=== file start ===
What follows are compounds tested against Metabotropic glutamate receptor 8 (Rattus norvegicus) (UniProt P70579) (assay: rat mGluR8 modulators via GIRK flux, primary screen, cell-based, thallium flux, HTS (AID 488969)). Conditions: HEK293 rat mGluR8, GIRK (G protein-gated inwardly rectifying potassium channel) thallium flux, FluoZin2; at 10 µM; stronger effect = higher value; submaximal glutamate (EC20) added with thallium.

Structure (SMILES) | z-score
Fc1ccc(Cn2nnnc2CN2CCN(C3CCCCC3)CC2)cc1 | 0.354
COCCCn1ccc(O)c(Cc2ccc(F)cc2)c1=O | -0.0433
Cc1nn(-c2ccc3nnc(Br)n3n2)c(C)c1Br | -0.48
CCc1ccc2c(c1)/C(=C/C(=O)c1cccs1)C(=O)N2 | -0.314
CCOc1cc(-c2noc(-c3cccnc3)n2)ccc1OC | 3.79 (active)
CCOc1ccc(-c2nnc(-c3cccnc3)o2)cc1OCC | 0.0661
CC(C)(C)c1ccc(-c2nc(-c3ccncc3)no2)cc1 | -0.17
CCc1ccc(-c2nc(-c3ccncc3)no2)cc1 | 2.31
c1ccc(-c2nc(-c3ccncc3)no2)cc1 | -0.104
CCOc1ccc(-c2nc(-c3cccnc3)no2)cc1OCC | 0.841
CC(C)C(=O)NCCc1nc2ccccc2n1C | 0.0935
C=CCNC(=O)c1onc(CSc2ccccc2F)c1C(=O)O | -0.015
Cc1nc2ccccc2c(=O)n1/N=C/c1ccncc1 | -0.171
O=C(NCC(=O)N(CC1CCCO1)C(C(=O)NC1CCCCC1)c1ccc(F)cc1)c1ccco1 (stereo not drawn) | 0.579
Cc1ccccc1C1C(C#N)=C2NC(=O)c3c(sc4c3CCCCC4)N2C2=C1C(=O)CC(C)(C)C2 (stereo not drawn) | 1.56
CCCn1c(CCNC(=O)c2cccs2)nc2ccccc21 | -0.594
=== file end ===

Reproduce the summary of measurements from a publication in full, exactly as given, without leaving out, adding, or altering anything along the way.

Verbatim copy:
What follows are compounds tested against Metabotropic glutamate receptor 8 (Rattus norvegicus) (UniProt P70579) (assay: rat mGluR8 modulators via GIRK flux, primary screen, cell-based, thallium flux, HTS (AID 488969)). Conditions: HEK293 rat mGluR8, GIRK (G protein-gated inwardly rectifying potassium channel) thallium flux, FluoZin2; at 10 µM; stronger effect = higher value; submaximal glutamate (EC20) added with thallium.

Structure (SMILES) | z-score
Fc1ccc(Cn2nnnc2CN2CCN(C3CCCCC3)CC2)cc1 | 0.354
COCCCn1ccc(O)c(Cc2ccc(F)cc2)c1=O | -0.0433
Cc1nn(-c2ccc3nnc(Br)n3n2)c(C)c1Br | -0.48
CCc1ccc2c(c1)/C(=C/C(=O)c1cccs1)C(=O)N2 | -0.314
CCOc1cc(-c2noc(-c3cccnc3)n2)ccc1OC | 3.79 (active)
CCOc1ccc(-c2nnc(-c3cccnc3)o2)cc1OCC | 0.0661
CC(C)(C)c1ccc(-c2nc(-c3ccncc3)no2)cc1 | -0.17
CCc1ccc(-c2nc(-c3ccncc3)no2)cc1 | 2.31
c1ccc(-c2nc(-c3ccncc3)no2)cc1 | -0.104
CCOc1ccc(-c2nc(-c3cccnc3)no2)cc1OCC | 0.841
CC(C)C(=O)NCCc1nc2ccccc2n1C | 0.0935
C=CCNC(=O)c1onc(CSc2ccccc2F)c1C(=O)O | -0.015
Cc1nc2ccccc2c(=O)n1/N=C/c1ccncc1 | -0.171
O=C(NCC(=O)N(CC1CCCO1)C(C(=O)NC1CCCCC1)c1ccc(F)cc1)c1ccco1 (stereo not drawn) | 0.579
Cc1ccccc1C1C(C#N)=C2NC(=O)c3c(sc4c3CCCCC4)N2C2=C1C(=O)CC(C)(C)C2 (stereo not drawn) | 1.56
CCCn1c(CCNC(=O)c2cccs2)nc2ccccc21 | -0.594